Words Can Hurt: Fighting Gender Bias in Georgian Social Media

Discriminatory, sexist and abusive language in social media is one of the main reasons cited by women leaders in opting out of Georgia’s rough-and-tumble political arena, which suffers from gaping disparities in the representation of women at all levels of government. Now Georgian civil society is aiming to spur public action on this issue through the use of innovative tools to monitor gender-based verbal abuse online that were created with support from the United Nations Development Program (UNDP) and the Government of Sweden.

This effort to fight abusive speech on social media was presented today at a virtual conference organized under the umbrella of the 16 Days of Activism Against Gender-Based Violence. This brought together NGOs working on gender equality, media and democracy with representatives of state institutions, the media and international organizations.

“Women in Georgian public life face a barrage of belittling rhetoric, sexist insults and outright threats,” said UNDP Head Louisa Vinton. “Over time this abuse has shifted from traditional media onto social networks, so UNDP and its partners are supporting Georgian civil society organizations in creating tools to fight this disturbing and discriminatory trend.”

With UNDP support, the NGO Union Sapari developed a set of indicators to classify types of gender-based abusive language and a systematic tool for the identification of specific violations. Based on this methodology, the Media Development Foundation (MDF) conducted pre-election monitoring of social media, identifying over 200 cases where women politicians were targeted with sexist and abusive language. The results, which can be found on a dedicated online platform, include sexist insults, ageism, body-shaming and threats of sexual violence. The aim is to raise public awareness of the prevalence of abusive language against women and provide media and the public with tools to combat it.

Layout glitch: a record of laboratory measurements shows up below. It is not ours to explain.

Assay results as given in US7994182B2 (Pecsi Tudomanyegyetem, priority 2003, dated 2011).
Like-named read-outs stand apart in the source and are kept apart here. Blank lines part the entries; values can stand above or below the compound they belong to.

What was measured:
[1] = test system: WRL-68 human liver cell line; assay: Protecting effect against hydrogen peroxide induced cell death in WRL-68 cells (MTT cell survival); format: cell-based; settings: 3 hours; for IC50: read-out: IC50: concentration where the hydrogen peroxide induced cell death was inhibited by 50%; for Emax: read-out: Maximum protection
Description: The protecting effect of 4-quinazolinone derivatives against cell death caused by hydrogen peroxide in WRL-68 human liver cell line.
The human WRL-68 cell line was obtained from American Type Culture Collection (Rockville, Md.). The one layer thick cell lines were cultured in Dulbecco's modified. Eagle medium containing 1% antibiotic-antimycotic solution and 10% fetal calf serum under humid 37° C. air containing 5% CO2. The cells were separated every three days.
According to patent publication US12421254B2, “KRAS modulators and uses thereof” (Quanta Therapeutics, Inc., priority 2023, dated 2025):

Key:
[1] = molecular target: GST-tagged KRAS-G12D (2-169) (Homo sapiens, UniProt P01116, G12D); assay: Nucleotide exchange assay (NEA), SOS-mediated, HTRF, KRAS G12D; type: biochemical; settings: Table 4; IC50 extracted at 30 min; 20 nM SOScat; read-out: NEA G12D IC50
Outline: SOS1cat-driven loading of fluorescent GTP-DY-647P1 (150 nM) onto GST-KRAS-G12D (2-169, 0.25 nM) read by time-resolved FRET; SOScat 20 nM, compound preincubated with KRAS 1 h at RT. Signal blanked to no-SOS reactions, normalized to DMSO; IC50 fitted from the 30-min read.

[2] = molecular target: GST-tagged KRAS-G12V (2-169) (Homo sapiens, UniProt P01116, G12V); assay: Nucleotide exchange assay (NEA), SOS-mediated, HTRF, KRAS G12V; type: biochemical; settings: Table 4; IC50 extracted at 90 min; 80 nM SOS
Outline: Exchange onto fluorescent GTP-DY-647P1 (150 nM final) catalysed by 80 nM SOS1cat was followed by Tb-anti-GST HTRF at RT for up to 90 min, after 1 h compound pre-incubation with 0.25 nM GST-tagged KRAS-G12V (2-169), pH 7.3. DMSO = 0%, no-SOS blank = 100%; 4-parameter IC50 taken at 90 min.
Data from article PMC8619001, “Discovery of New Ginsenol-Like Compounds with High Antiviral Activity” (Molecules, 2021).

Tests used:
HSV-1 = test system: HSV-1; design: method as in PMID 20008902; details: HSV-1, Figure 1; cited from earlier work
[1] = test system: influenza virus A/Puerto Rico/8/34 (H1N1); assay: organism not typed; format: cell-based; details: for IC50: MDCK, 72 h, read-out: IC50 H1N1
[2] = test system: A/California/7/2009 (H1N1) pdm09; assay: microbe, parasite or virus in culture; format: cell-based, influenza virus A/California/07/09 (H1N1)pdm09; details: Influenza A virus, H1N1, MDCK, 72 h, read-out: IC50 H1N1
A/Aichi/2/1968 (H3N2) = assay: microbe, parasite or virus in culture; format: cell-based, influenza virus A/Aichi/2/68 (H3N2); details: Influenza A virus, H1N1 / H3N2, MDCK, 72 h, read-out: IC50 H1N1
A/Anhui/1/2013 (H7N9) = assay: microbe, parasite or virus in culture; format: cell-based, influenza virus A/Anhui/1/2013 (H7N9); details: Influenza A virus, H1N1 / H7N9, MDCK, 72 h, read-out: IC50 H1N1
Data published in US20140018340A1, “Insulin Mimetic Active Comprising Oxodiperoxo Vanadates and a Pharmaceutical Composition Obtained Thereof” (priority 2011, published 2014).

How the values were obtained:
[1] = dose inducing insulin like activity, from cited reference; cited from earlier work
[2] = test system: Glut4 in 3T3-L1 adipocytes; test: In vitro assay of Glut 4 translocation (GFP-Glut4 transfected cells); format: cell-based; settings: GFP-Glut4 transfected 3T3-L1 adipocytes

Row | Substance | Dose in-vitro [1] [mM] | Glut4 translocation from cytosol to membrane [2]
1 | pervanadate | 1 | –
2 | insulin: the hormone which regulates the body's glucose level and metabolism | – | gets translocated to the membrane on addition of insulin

“The COVID-19 pandemic has accelerated a trend witnessed over the last decade, with public life increasingly shifting into the social media space,” said Erik Illes, Head of Development Cooperation and Deputy Head of Mission at the Embassy of Sweden. “Social media are far harder to monitor than traditional media outlets and rules promoting respect and social cohesion are next to impossible to uphold. This makes it even more difficult to fight the damage done to women in the public sphere as well as in the general public.”

Lela Akiashvili, the Prime Minister’s Advisor on Human Rights and Gender Equality, highlighted the UNHR Council resolution of 27 June 2016, which states that “the same rights people have offline must also be protected online,” including protection from verbal abuse and cyberviolence. “Due to the factors of anonymity and remoteness, it is much easier to attack a person in the online world, in comparison to the off-line world. Moreover, in mere minutes this could become cyberviolence,” Akiashvili noted. “In Georgia, we already have established some good practices in this direction, however, the larger portion of work is still ahead to ensure that people enjoy equal rights and are protected in both – online and offline worlds.”  

The initiative was implemented by UNDP under the Sweden-funded UN Joint Program for Gender Equality – an extensive intervention promoting women’s rights and equal opportunities.

27 November 2020 11:45